Those who remember ground-breaking TV series, Whose Line Is It Anyway? will know what to expect at an evening like this: a succession of games and set-ups that allow the actors to flex their improvisational skills.  And so, the format is pretty familiar, but it is the content that remains unexpected.  Our host is the amiable Jon Trevor, who sketches in the ‘rules’ for each sketch before selecting which improvisers will play. With plenty of input from the audience (occupations, objects, delusions…) the team members are firing on all cylinders to keep the laughs coming.  The hit rate is pretty high and there’s a certain tension in the air, that things won’t work – and, on the rare occasions when they don’t quite come off, are usually as funny as the moments that do, thanks to the wit and easy-going nature of the troupe and especially the host.

It is one thing to have us shouting out suggestions or have us write them down on little postcards prior to the performance, but whenever audience members are ‘volunteered’ to appear, this is where things don’t work so well.  A sound effects game falls a little flat; as does a stunt involving audience members manipulating actors as giant puppets – proving that improv takes a lot of skill and a lot of practice to be able to maximise each moment.  Participants need trust in each other and faith in their skills.  Wisely, our host blows the whistle on these scenes pretty sharpish.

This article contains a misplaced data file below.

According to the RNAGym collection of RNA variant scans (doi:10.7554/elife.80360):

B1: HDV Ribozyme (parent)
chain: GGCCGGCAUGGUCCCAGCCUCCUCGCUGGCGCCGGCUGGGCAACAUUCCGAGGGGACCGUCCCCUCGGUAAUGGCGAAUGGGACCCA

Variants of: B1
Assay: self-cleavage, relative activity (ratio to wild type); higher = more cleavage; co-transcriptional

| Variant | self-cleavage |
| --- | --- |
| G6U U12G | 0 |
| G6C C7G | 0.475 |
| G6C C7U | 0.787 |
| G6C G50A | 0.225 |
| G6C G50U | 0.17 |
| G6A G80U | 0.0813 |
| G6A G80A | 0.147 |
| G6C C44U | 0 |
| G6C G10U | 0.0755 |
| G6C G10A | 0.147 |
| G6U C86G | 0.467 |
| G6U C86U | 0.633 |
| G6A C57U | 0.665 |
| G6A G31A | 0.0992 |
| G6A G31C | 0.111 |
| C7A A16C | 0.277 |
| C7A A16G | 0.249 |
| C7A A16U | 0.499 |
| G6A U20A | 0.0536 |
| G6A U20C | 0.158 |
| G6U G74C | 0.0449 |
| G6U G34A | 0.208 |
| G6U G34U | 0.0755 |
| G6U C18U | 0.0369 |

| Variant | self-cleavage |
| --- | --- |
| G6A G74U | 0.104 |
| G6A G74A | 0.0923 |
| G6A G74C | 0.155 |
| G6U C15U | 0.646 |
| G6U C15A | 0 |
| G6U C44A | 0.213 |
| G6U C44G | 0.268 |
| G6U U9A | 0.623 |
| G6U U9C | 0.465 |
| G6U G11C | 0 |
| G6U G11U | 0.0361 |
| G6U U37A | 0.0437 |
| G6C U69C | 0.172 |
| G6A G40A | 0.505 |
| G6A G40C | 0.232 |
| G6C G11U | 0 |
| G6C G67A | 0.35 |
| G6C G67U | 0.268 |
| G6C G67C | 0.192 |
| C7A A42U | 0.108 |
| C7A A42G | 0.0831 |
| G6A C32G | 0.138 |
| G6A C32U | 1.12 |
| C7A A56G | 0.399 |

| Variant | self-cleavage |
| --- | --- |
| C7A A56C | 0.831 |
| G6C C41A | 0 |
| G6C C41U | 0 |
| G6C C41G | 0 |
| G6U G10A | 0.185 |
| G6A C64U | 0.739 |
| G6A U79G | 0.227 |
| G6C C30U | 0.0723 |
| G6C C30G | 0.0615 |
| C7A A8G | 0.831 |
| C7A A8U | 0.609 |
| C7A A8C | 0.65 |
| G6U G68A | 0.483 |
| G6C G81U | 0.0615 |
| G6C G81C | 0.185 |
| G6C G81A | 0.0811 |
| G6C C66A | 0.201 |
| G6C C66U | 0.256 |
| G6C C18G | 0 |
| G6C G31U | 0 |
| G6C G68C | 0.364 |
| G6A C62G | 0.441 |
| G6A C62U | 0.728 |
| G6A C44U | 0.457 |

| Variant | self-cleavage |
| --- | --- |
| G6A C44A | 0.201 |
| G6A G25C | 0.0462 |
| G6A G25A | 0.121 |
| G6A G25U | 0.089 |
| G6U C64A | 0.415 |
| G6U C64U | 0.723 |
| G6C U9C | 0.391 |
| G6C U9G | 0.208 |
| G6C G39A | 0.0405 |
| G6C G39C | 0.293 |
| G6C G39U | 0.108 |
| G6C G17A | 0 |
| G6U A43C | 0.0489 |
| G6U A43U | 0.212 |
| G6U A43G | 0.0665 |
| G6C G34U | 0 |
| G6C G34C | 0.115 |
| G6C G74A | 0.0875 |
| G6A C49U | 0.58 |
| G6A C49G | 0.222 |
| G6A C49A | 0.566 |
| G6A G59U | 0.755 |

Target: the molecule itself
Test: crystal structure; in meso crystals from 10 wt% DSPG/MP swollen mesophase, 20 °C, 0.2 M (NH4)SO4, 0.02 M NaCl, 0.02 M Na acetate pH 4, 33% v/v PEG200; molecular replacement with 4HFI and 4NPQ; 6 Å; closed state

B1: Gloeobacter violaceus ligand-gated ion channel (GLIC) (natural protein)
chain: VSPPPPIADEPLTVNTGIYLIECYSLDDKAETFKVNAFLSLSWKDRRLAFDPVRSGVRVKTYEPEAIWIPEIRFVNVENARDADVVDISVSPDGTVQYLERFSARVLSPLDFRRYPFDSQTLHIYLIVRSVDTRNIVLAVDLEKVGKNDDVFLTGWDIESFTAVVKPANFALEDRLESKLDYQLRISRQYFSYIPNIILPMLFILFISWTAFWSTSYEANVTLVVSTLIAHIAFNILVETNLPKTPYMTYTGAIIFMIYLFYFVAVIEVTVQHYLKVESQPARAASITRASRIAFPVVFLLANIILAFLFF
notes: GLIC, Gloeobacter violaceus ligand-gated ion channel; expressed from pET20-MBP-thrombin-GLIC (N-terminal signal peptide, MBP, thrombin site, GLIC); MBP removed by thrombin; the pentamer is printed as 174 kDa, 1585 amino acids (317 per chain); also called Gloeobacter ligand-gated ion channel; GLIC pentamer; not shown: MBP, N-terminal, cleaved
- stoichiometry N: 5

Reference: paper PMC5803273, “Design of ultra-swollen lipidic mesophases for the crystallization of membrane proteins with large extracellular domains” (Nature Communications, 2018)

For the most part, though, the laughs keep coming thick and fast.  What the group does best are the musical games.  There is something extra magical about pulling tunes and lyrics out of the ether.  A scene involving Jen as a barmaid, dispensing advice along with the drinks, is a scream, as three other improvisers approach with problems gleaned from the audience.  Likewise, an improvised opera in gobbledegook and simultaneously translated, miraculously appears from nowhere.  A blues number is a scream. Best of all is the ‘charity single’ that closes the show – on this occasion it’s an appeal for Viagra for lovelorn lepidopterists, demonstrating how in tune with each other each frog in the box truly is.  It features a rap sequence by team member Rich that is dazzling in its wit and relevance.

Karen, Grant, Lee, Nick, Jen, Suzy, Rich and Jon,  I salute you all – and a very special mention to keyboard wizard Geddes.  The brilliant and bouncy Box of Frogs is definitely a group to see at least once before you croak.

box of frogs

Gleeful: another Box of Frogs show gets under way

 

 

 


Jumprov Jumps Off

JUMPROV Press Launch

The Wellington, Birmingham, Wednesday 19th April, 2017